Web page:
Scientists just need to work out a few challenges — like accessibility and getting doctors on board — first.
Good news for brain health this summer: FDA-approved drugs like Leqembi available for Alzheimer’s are becoming more widely available. The caveat: These drugs only seem to move the dial for people who are very, very early in the course of their journey with Alzheimer’s disease. This need for better diagnostics is driving the quest for the super-simple, super accurate, Alzheimer’s blood test.
Today, lumbar punctures and PET brain scans are the gold standards for diagnosing Alzheimer’s disease. But, experts point out, they’re also invasive, expensive and hard to access. To fill the gap, scientists have been working on developing accurate blood tests. The blood tests measure proteins that serve as proxies of beta-amyloid and tau in the brain. Some tests are commercially available and used in clinical trials. But it isn’t clear how or when they’d make the leap to the doctor’s office or when they’d become a standard part of patient care.
According to Hanna Huber at the University of Gothenburg in Sweden blood tests for Alzheimer’s tests indicate whether a patient with memory issues has the tell-tale pathology for Alzheimer’s flowing around in their bloodstream. If so, she said, it’s an early indication that they could benefit from a disease-modifying anti-amyloid Alzheimer’s drugs.
Huber added that this knowledge also gives clinicians a baseline to help them better monitor the progress of such a treatment: “In response to a disease-modifying drug, these biomarkers begin to normalize,” she told Being Patient.
Challenge 1: Making Alzheimer’s blood tests accessible to all
One of the drawbacks, however, according to Huber, is that blood tests too have their accessibility issues. For example, she explained, they require temperature control and special handling.
“Currently, use of Alzheimer’s blood tests is limited by the need to visit a clinic, administration by trained personnel, and strict time-limited and temperature-dependent delivery and storage procedures,” Huber said in a press release.
In Huber’s recent study, the results of which were presented at AAIC 2023, she and her colleagues wanted to address the accessibility issue surrounding diagnosis. To reduce the amount of travel required for patients and make the process a lot simpler, Huber and her team developed a finger-prick blood test.
They collected blood from 77 memory clinic patients in Barcelona using their test. The blood was then placed onto small cards where the biomarkers of interest would seep in and remain stable. These cards were shipped without any temperature control to the University of Gothenburg in Sweden.
Despite this lack of temperature control, recipients in a processing lab did succeed at quantifying many blood biomarkers of Alzheimer’s including various types of tau protein.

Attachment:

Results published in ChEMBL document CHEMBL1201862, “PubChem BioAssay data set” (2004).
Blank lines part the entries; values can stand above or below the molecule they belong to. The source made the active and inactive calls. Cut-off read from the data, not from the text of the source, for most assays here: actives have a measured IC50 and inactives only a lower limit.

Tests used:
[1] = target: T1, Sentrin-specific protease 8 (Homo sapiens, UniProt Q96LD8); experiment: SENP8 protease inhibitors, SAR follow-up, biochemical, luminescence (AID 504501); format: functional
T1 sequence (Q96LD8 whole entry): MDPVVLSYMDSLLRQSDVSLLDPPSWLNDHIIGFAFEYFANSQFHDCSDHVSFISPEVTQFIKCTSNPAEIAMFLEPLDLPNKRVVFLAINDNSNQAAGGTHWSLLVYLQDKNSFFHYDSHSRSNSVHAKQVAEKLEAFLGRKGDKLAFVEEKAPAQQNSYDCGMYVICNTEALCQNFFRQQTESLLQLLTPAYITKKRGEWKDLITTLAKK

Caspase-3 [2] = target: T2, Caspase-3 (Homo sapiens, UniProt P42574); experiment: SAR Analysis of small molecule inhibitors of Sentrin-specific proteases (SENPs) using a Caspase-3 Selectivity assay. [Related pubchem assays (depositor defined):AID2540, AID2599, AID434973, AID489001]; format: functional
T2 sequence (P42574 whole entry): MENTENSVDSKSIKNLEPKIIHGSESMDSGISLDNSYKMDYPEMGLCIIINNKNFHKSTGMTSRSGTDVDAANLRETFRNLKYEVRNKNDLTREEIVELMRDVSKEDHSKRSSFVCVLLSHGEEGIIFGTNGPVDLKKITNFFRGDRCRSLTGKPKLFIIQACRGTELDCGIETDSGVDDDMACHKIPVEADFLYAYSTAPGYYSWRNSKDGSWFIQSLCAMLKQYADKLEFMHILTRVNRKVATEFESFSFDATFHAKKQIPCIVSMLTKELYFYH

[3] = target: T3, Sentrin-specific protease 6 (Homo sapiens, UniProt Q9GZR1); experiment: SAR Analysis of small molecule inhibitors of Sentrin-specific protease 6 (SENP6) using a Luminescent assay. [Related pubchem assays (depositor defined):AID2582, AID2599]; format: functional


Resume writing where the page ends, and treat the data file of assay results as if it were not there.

“A method that allows blood collection at home and that is simple enough to be performed independently, or by caregivers, would increase accessibility of these tests,” Huber said. “It would result in improved early diagnosis and better monitoring of patients considered ‘at risk’ or those who are receiving approved therapies.”
Challenge 2: Making blood tests reliable — and getting doctors on board
“Blood tests — once verified and approved — would offer a quick, noninvasive and cost-effective option,” Maria C. Carrillo, Ph.D., Alzheimer’s Association chief science officer said at AAIC 2023. But some clinicians noted that blood tests won’t be the start and finish of an Alzheimer’s diagnosis. There will still be a need for further diagnostic work by specialists.
Sharon Cohen, the medical director and principal investigator at the Toronto Memory Program believes that blood tests may be available to doctors within the next one to two years. However, they will likely be used as screening tools alongside other tests, she said.
“Blood tests will empower clinicians to be more readily involved in early detection of Alzheimer’s disease,” Cohen said. “However, the blood test result itself is a predictive or screening tool only. For those patients who are positive on blood tests, clinicians will then need to refer them for confirmatory tests.”
Dr. Sebastian Palmqvist of the Clinical Memory Research Unit at Lund University also presented the findings of an Alzheimer’s blood test study at AAIC 2023. One of the issues that Palmqvist and colleagues identified is that doctors were hesitant to diagnose their patients with Alzheimer’s, even if the results came back positive.
Palmqvist’s team observed 307 middle-aged and older patients across 17 primary care centers. After a visit with the doctor, cognitive tests, and a preliminary brain scan, the doctors would suggest the diagnosis and course of treatment for patients.
While C2N Diagnostics’ PrecivityAD2 blood test for Alzheimer’s proved accurate in diagnosing the disease 85 percent of the time, doctors reading the results were only confident in the blood test’s diagnosis about 50 percent of the time, Palmqvist told Being Patient.
Going by the doctor’s treatment recommendations, more than half of people in Palmqvist’s study who had Alzheimer’s would not receive treatment.
“Due to the lack of accurate diagnostic tools, it is currently very difficult for primary care doctors to identify Alzheimer’s disease, even among patients with cognitive impairment,” Palmqvist said. “This too often leads to diagnostic uncertainty and inappropriate treatment.”
The bottom line for Palmqvist is that these forthcoming Alzheimer’s blood tests should improve accuracy of people’s diagnoses — and make sure more patients are connected with appropriate treatment, faster.